Epilepsy risks in Ukraine: A statement from senior leaders
As senior leaders in epilepsy we watch Ukraine and its neighbouring countries in the worst humanitarian crisis in Europe since WWII. For many with life-threatening conditions such as epilepsy, the impact of this horror risks limiting their access to essential medications and worsening their seizures.
Epilepsy is the commonest life limiting neurological condition worldwide; for those affected, access to medicines can literally be a matter of life or death. Many involved in humanitarian assistance in war zones to help get people shelter, food and water will understandably not be aware of epilepsy as a hidden killer if left untreated. Whether a breakthrough seizure, trauma or other risks, someone with epilepsy who looks very well may be facing a storm of risk factors that are life-threatening.
The risk in Ukraine and for people fleeing the country is the immediate loss of medical supply and assistance to help keep them safe from death, including Sudden Unexpected Death in Epilepsy (SUDEP) or injury in the context of seizures. Continuity of supply of medicines, access to medical assistance that is informed by life-saving knowledge of the risks that people with epilepsy actually face is vital at this time for all. The World Health Organisation and its partners recognise epilepsy as a major public health concern across the globe as people face a three times risk of death compared with the general population. The young in the prime of life between 20 and 40 are recognised as most at risk. We urge the UK government to do all it can in the UK and in our international humanitarian assistance to facilitate supplies of essential medications to Ukraine and the neighbouring regions.
Preventing or reducing seizures or reducing the need for treatment in Accident and Emergency are known to lower risk of sudden fatality and injury in a UK population. As families and clinical champions concerned to prevent avoidable deaths here in the UK we offer our expertise. We are in readiness to support the UK government's planning in the UK as it works with European and other countries and non-governmental agencies to find practical solutions to support humanitarian relief. We urge the government or departmental officials to meet our coalition to progress this.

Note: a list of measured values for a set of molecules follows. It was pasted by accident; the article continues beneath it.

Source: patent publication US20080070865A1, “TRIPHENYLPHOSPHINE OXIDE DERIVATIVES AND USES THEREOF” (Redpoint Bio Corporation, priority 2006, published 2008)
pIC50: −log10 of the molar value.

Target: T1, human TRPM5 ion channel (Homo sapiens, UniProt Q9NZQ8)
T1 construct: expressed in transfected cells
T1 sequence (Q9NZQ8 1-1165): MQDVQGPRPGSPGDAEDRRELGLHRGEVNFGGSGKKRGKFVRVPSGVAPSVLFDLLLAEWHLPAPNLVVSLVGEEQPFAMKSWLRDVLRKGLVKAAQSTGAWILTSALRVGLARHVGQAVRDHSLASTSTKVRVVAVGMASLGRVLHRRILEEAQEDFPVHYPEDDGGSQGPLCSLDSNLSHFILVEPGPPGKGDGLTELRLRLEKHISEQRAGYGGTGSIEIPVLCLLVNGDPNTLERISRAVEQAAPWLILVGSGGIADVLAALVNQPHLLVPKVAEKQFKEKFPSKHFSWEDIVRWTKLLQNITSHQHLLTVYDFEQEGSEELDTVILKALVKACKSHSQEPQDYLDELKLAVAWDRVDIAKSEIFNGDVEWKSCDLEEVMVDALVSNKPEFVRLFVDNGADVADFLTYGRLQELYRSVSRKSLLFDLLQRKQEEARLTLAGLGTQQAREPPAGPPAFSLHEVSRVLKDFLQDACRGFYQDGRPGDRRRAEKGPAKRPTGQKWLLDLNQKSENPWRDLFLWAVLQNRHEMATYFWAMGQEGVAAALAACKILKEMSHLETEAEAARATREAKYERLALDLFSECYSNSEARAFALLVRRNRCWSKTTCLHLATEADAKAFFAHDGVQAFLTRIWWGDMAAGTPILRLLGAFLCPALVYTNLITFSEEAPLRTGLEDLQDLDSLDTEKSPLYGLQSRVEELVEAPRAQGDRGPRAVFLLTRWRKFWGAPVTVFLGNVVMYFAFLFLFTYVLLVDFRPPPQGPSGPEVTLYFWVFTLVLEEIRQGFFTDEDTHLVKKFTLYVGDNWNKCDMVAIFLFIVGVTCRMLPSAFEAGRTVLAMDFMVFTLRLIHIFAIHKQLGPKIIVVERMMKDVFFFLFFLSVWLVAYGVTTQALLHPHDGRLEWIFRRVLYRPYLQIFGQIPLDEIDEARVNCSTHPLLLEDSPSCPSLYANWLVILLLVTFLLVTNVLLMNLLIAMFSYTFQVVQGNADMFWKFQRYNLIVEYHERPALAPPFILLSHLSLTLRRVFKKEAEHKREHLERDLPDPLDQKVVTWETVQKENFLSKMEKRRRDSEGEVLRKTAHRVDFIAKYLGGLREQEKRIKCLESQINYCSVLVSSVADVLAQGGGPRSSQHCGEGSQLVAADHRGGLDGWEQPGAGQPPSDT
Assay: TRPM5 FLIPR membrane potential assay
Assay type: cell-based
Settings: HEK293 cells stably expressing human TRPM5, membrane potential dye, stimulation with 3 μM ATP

Jane Hanna OBE, CEO of SUDEP Action
Dr Shani Sanarasekera, Consultant Neurologist, QEBH (clinical lead for Statement)
John Hirst CBE, Chair of SUDEP Action
Professor Mike Kerr, Vice-Chair of SUDEP Action
Phil Lee, CEO Epilepsy Action
Leslie Young, CEO of Epilepsy Scotland
Dr Manny Bagary, President of International League Against Epilepsy British Branch (ILAE)
Juliet Solomon, Executive Director of International League Against Epilepsy British Branch (ILAE)
Phil Tittensor, Chair of Epilepsy Nurses Association
Dr Arjune Sen, Consultant Neurologist, The John Radcliffe Hospital, & Honorary Fellow, Corpus Christi College, Oxford
Dr Elaine Hughes, Consultant Paediatric Neurologist, Evelina Childrens & Kings Hospitals. London
Dr David Nicholl, Consultant Neurologist, University Hospitals Birmingham NHS Foundation Trust
Dr Melissa Maguire, Consultant Neurologist, Leeds Teaching Hospitals NHS Trust
Professor Leone Ridsdale, Professor of Neurology & General Practice, King’s College, London
Dr Owen Pickrell, Consultant Neurologist, Swansea University Medical School
Dr Brendan McLean, Consultant Neurologist, Royal Cornwall Hospitals NHS Trust
Kim Morley, Epilepsy Specialist Midwife/Nurse Practitioner, Hampshire Hospitals NHS Foundation Trust
John Craig, Consultant Neurologist, Belfast Health and Social Care Trust